10 Easter Egg Traditions You’ve Never Heard of
Easter traditions have shifted through centuries and vary greatly from country to country. Here are some Easter egg traditions you've never heard of before.
Eggs Rolls are Symbolic of the Rolling Away of the Stone from Christ’s Tomb
Egg rolls, like the one that takes place every year at the White House, go back hundreds of years. The U.S. started hosting an egg roll back in 1814 with James and Dolley Madison. Kids in the U.S. use a wooden spoon to keep an egg rolling while in Scotland kids try to have their egg roll the farthest.
Get your lawn into shape for an egg rolling contest by knowing the 40 best lawn care products you need this spring.
In Germany there is an old game where people dance around eggs and damage as few as possible.
Plant the idea of starting a garden with an egg carton.
Egg tapping takes place throughout the world in different forms. In egg tapping people grab an egg and tap the pointed end against someone else’s egg. Whoever’s egg doesn’t break is thought to have good luck for the next year.
Egg Tile Rolling
Sweden puts a twist on egg rolling by rolling eggs down a roof tile held at an angle to the ground to see whose egg goes the farthest. If someone’s egg gets hit, they get to keep their egg and the egg that hit theirs.
Just don’t grab a tile from your roof to play the game. Make sure your roof is holding up by learning the warning signs.
Giant Chocolate Egg
Argentina puts on a big Easter egg celebration each year when it unveils the Huevo de chocolate in Bariloche. The hollow chocolate egg uses more than 17,500 pounds of chocolate and stands nearly 30 feet tall. Around 50,000 people turn out each year and get to eat some of the egg after it gets cracked open with a pick ax.
Afraid your ax wouldn’t break open a chocolate egg? See what you need to do to sharpen an ax.
Mexican Easter Egg Showers
In Mexico and parts of the southern U.S. a custom is to hide hollowed out eggs filled with confetti. Once the eggs are found they can be broken over peoples’ heads and the confetti rains down. The hollowed out eggs are called cascarones.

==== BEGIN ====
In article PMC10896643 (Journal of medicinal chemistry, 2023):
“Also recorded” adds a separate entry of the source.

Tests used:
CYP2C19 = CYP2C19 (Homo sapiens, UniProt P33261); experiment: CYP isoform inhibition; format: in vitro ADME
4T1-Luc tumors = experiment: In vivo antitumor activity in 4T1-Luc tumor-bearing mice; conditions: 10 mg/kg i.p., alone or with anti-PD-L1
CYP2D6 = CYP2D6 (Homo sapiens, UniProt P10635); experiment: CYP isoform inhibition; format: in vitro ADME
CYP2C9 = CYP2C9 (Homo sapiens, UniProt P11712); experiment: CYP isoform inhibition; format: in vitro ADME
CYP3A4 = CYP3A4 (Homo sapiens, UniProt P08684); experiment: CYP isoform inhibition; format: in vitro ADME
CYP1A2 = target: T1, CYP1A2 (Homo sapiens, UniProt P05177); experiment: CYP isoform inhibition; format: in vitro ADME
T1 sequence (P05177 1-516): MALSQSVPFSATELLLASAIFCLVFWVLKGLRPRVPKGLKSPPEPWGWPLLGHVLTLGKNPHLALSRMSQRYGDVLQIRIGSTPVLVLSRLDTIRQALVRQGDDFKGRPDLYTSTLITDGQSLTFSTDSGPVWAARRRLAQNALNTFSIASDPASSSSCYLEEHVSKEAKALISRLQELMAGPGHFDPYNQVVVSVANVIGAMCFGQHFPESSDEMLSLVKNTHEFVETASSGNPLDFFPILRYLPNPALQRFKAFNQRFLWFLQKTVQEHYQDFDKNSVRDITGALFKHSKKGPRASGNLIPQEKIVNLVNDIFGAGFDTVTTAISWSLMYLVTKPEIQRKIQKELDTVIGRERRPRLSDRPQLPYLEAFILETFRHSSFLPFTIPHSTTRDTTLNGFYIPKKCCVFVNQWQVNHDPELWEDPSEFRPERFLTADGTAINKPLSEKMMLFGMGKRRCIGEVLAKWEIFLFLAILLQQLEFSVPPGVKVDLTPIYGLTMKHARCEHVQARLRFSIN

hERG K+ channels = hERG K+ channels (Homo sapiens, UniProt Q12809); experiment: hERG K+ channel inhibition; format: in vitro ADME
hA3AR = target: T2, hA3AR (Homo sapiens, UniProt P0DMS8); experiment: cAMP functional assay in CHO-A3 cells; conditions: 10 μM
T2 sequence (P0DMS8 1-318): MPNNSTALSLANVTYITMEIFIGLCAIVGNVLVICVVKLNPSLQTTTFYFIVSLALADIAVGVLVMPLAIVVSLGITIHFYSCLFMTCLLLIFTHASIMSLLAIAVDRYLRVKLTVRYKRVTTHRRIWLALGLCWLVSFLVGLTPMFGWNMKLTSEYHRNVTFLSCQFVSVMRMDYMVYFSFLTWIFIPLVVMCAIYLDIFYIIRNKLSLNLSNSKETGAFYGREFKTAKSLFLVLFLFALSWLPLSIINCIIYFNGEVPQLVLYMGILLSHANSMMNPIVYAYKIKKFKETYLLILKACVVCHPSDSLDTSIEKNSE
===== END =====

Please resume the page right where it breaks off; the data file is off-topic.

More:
Make sure leaves are flying around like confetti in your backyard by learning these mulching tips.
In Poland families prepare blessing baskets filled with colored eggs, sausages, bread and other food the day before Easter to bring to a priest to get blessed. Lent isn’t over until a priest blesses the basket.
Baskets can provide the perfect storage solution around the house, check out some ways to use baskets.
Chocolate Egg Begging
In Finland, children dress up like witches and go begging for chocolate Easter eggs from door-to-door. They also carry willow twigs, wear scarves over their head and make-up their faces.
Make sure you’re pruning a tree the right way before grabbing willow twigs for Easter.
Easter brunch takes on a different look in Haux, France where each year a giant omelet gets made on Easter Monday. The omelet uses 4,500 eggs for around 1,000 people. According to legend, the tradition stems from Napoleon when he and his army stopped in a small town to get omelets. He ordered the town to gather their eggs and make a giant omelet for him and his army the next day.
You probably don’t have to feed 1,000 people but don’t keep visitors waiting on an omelet with a dirty skillet. Check out the best way to clean a cast iron skillet.
Photo: Courtesy of Agnès Landou/My French Life
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